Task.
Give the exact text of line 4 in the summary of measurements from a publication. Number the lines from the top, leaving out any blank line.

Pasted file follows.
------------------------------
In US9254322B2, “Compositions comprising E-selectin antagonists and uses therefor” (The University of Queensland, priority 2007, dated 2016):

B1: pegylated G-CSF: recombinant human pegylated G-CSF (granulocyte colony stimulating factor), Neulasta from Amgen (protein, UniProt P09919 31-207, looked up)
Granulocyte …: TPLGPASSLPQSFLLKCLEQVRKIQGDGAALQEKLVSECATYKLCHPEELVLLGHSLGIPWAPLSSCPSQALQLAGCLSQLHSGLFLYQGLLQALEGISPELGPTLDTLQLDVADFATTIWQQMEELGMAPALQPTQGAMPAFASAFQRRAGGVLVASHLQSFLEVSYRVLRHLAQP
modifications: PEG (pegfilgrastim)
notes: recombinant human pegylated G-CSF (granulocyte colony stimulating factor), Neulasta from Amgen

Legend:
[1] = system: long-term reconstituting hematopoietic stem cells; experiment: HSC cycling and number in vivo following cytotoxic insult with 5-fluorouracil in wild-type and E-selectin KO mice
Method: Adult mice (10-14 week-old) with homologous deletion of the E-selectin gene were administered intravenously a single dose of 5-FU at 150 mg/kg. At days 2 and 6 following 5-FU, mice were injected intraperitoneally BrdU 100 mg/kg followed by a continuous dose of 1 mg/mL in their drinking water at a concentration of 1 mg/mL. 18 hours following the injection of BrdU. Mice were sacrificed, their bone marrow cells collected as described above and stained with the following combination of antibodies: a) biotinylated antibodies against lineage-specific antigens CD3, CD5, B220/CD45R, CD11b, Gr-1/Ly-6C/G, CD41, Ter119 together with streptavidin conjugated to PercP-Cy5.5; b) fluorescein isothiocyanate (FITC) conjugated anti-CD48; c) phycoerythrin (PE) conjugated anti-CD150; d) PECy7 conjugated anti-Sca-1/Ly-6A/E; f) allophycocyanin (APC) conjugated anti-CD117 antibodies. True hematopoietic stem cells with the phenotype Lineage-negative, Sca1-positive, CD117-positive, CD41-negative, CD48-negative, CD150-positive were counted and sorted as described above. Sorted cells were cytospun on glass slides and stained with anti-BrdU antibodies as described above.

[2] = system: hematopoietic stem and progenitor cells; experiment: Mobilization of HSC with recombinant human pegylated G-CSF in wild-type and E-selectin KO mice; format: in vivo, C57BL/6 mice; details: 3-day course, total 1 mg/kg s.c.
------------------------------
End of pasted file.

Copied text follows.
modifications: PEG (pegfilgrastim)